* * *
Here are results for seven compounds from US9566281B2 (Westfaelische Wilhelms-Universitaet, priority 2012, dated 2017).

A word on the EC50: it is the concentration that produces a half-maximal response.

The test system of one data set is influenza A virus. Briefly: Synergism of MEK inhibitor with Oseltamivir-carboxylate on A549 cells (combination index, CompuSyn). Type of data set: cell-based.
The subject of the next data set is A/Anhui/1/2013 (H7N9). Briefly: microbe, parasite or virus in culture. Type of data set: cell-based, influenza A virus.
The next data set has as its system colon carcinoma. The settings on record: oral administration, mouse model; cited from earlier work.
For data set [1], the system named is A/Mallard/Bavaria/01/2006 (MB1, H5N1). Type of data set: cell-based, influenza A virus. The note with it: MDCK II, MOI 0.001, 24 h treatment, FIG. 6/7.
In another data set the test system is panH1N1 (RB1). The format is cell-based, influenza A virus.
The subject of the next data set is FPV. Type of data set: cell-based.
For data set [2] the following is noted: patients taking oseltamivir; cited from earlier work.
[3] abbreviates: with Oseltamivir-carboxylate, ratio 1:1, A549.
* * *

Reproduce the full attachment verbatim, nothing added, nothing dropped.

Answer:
Here are results for seven compounds from US9566281B2 (Westfaelische Wilhelms-Universitaet, priority 2012, dated 2017).

A word on the EC50: it is the concentration that produces a half-maximal response.

The test system of one data set is influenza A virus. Briefly: Synergism of MEK inhibitor with Oseltamivir-carboxylate on A549 cells (combination index, CompuSyn). Type of data set: cell-based.
The subject of the next data set is A/Anhui/1/2013 (H7N9). Briefly: microbe, parasite or virus in culture. Type of data set: cell-based, influenza A virus.
The next data set has as its system colon carcinoma. The settings on record: oral administration, mouse model; cited from earlier work.
For data set [1], the system named is A/Mallard/Bavaria/01/2006 (MB1, H5N1). Type of data set: cell-based, influenza A virus. The note with it: MDCK II, MOI 0.001, 24 h treatment, FIG. 6/7.
In another data set the test system is panH1N1 (RB1). The format is cell-based, influenza A virus.
The subject of the next data set is FPV. Type of data set: cell-based.
For data set [2] the following is noted: patients taking oseltamivir; cited from earlier work.
[3] abbreviates: with Oseltamivir-carboxylate, ratio 1:1, A549.